By JONAS ALPASAN
MANILA – In the Philippines, journalists are being attacked while perpetrators of extrajudicial killings go free, laments journalist and recently freed political detainee Lady Ann Salem.
“It is journalists like myself, Maria Ressa, and Frenchie Mae, and our news outfits, and not the perpetrators of journalist killings, political killings, and tokhang (drug-related) killings, who are made to suffer the weaponization of the law,” said Salem, communications officer of the International Association of Women in Radio and Television.
On Human Rights Day last year, December 10, Salem was arrested based on a defective search warrant issued by Quezon City Judge Cecilyn Burgos Villavert. Because of its many inconsistencies, Mandaluyong City Judge Monique Quisumbing-Ignacio ruled on February 5 that the warrant issued by Villavert be voided and the case dismissed. However, it was only on March 5, a month after the ruling, that Salem was released.
Salem considers the dismissal of charges against her as a feat as another red-tagged journalist from an alternative media outfit, Frenchie Mae Cumpio, continues to face detention a year after her arrest.
Salem believes that the circumstances of Cumpio’s arrest are no different from hers.
Ressa, on the other hand, has been facing multiple tax and cyberlibel charges under the present administration. The series of charges against her and her colleagues, along with an overnight detention, Ressa added, appears to be an attempt of the government to show its might.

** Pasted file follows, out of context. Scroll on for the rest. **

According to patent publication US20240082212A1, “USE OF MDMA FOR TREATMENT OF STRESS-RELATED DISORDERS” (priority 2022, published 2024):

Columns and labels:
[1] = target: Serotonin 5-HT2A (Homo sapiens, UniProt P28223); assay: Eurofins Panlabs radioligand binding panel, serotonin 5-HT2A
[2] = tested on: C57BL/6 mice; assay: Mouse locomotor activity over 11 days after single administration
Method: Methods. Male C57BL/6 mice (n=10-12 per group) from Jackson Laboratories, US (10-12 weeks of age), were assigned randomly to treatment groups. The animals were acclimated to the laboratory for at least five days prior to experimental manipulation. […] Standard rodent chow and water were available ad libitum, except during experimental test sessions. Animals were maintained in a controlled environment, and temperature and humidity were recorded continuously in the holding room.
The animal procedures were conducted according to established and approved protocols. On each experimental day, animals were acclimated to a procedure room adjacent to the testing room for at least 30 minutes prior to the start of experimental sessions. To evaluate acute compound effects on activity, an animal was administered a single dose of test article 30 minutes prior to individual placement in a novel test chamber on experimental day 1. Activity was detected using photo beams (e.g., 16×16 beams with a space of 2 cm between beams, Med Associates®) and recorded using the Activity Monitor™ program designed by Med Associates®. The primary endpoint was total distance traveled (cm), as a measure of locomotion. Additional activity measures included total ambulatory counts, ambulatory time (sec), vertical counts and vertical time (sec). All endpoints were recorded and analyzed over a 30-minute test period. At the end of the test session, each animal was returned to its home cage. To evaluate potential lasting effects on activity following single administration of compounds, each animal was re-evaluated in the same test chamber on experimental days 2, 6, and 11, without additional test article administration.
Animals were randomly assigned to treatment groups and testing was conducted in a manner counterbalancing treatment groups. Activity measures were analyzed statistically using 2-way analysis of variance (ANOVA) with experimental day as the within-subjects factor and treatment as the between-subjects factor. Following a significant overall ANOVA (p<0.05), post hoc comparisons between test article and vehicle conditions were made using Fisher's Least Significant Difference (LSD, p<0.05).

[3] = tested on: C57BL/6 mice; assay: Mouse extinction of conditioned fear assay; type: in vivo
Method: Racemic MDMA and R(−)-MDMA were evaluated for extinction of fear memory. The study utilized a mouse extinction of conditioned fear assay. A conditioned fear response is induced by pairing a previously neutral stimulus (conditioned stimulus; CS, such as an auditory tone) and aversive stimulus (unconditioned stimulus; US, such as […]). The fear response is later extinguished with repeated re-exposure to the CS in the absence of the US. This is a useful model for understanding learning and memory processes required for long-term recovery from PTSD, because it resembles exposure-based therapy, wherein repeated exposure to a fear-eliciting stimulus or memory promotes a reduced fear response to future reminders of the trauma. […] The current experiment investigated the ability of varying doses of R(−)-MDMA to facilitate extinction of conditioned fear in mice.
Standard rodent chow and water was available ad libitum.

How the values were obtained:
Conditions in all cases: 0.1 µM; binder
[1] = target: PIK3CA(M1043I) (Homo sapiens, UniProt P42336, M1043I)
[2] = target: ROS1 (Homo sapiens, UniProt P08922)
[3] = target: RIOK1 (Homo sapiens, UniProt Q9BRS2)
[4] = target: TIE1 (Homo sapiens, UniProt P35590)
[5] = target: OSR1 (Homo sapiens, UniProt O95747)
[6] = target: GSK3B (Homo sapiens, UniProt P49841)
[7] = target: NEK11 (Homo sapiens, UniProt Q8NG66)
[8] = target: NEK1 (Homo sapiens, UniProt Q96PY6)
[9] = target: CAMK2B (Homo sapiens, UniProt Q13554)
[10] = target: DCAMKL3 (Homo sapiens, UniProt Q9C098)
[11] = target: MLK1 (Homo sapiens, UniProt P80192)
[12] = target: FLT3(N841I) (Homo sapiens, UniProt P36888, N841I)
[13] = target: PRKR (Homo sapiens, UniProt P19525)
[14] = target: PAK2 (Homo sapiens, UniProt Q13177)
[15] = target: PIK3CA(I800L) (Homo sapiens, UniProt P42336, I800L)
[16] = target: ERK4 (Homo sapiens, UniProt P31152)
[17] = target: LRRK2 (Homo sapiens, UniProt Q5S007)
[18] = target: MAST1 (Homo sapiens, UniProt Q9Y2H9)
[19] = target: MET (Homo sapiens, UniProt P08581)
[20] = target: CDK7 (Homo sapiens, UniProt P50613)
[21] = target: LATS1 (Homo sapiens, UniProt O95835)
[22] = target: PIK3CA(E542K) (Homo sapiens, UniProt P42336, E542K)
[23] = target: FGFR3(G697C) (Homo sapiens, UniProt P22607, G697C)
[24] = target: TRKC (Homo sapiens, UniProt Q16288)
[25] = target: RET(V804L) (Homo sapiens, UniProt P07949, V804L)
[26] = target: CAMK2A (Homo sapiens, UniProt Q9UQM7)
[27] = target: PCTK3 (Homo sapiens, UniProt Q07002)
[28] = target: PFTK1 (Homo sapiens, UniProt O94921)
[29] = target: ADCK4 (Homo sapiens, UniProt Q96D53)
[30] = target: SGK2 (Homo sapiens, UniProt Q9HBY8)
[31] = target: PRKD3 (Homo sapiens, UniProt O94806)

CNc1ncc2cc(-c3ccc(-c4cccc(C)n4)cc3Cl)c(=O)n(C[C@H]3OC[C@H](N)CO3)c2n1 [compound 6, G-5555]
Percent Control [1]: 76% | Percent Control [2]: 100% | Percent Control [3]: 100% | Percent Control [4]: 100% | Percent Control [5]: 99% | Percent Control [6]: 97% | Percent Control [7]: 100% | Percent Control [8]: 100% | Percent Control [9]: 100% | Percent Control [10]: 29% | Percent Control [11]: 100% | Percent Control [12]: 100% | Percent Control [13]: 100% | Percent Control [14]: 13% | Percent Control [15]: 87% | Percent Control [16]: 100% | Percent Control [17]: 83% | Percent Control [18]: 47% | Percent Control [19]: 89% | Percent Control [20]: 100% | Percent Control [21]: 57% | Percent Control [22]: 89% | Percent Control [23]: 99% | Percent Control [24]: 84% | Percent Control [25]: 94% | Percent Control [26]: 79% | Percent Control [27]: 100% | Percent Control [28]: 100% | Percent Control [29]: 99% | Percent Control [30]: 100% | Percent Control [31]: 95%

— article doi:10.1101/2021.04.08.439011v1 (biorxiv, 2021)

“If you have to do stupid things like that to make people feel that you have power, what kind of power do you really have?” Ressa said.
Under President Rodrigo Duterte, the National Union of Journalists of the Philippines has documented 223 cases of attacks and threats against the press. Of these, there have been 19 document cases of killings, 52 cases of intimidation, 37 cases of libel, and 20 cases of online harassment, among others. Data from NUJP also revealed that of the 223 cases, 55 cases were attacks against women journalists.
Dr. Ming Kuok Lim, advisor for communication and information of UNESCO’s office in Jakarta, said attacks against women journalists are constant and that it happens over a long period of time, describing its impact on journalists’ welfare as “slow burn,” which can be devastating if it will accumulate.
Misogyny, he added, is one of the key features of attacks against journalists, their families, sources, and colleagues.
In the same protest action, journalists from Nepal, India, Pakistan, Myanmar, Afghanistan, and the Philippines shared how the pandemic worsened their already poor conditions, amid attacks and threats from those who want to silence them.
“We also like to recognize their work as journalists and truth-tellers,” said IAWRT President Violet Gonda.